Garrett said that “…unlike SARS, which only is contagious when you have a fever, this one seems to be contagious when you don’t even know that you’ve been infected, and the incubation time is much longer.”

While SARS only took three to five days to incubate, the coronavirus “is going out ten days. That means that, potentially, individuals are contagious to others for ten days, without knowing it, traveling about and doing whatever they do with their daily life and infecting so many other people.”

The author also argued that official numbers are “grossly underestimating” the true toll of infections.

“They have a lag time in testing people; they don’t have enough test kits; they have lines around the block, in Wuhan, of people trying to get tested,” says Garrett. “It’s wholly backed up.”” (L)

“A flight carrying about 200 American evacuees landed Wednesday at a US military base in Southern California after leaving the epicenter of the deadly coronavirus outbreak in China.

The flight — operated by Kalitta Air out of Ypsilanti Township, Michigan — was seen taxiing down the runway shortly after 8 a.m. (11 a.m. ET). Several law enforcement vehicles greeted it on the tarmac, their lights flashing…

The US Defense Department will work with the US Department of Health and Human Services, which includes the CDC, to provide housing and, if any individuals are ill, care at a local civilian hospital, Defense Department spokeswoman Alyssa Fara said.

In Alaska, officials conducted two health screenings after prior screenings in China. The CDC cleared all passengers to continue on to California, Alaska officials said.

Passengers were screened in an isolated area of the Anchorage airport’s north terminal, which handles international flights, and had no impact on general travel, airport manager Jim Szczesniak said.

The CDC will work with airport officials to clean the terminal, and there are no international flights scheduled at the airport until May, he said…

Precautions were taken to separate the crew on the plane’s upper level from the passengers on the plane’s lower level, she said, and the crew did not disembark in China.

“These individuals will be screened before they take off; monitored during the duration of the flight by medical personnel on board; screened again on landing to refuel in Anchorage, Alaska; monitored on the last leg of the flight by medical personnel on board; evaluated upon arrival at March Air Reserve Base … and then monitored for symptoms post-arrival,” the CDC said.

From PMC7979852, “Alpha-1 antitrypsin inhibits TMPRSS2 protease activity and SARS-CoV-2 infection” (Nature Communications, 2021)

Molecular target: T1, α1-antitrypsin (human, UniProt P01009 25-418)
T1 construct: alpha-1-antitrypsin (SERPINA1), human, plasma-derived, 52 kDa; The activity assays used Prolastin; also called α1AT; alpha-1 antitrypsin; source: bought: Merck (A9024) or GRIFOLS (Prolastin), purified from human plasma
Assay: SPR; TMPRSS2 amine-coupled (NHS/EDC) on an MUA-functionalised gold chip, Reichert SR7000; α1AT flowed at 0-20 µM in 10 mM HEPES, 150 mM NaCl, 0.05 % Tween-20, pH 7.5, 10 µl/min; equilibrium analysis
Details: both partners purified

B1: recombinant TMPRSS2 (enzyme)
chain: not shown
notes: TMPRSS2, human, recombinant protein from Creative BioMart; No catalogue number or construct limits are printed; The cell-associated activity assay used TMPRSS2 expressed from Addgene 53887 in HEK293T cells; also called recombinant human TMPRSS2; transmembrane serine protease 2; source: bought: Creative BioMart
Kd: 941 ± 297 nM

The passengers may be forced to stay in isolation between three days and two weeks, an official said.

Priority was given to US citizens at risk

The passengers include US diplomats and their families. The State Department said US citizens could board on a reimbursable basis if space was available.

While there are about 1,000 Americans living in Wuhan, priority was given to US citizens who are “most at risk for contracting coronavirus” if they stay in the city, the State Department said.” (M)

“How would you describe the rate of spread?

Honestly, we don’t know, and part of the reason that it’s continuing at this point in time is because testing is just becoming available. So, while we’re seeing a big bolus [large number] of diagnosed cases, we don’t yet know when they were actually infected.

What we’re waiting for from the World Health Organization is the “epi curve,” which is the graph that shows, by date, the number of new cases and the date of onset of their symptoms. It may be that we’ve been seeing 200 cases a day over 10 days, or it may be that we saw 3 cases, and then we saw 15 and then we saw 100 and then we saw 500 and now a thousand.

We just don’t understand yet whether the case count is due to accelerating spread, or is that just kind of an artificial understanding because of the way the tests are being deployed and the diagnoses are coming in…

How should health officials communicate with the public?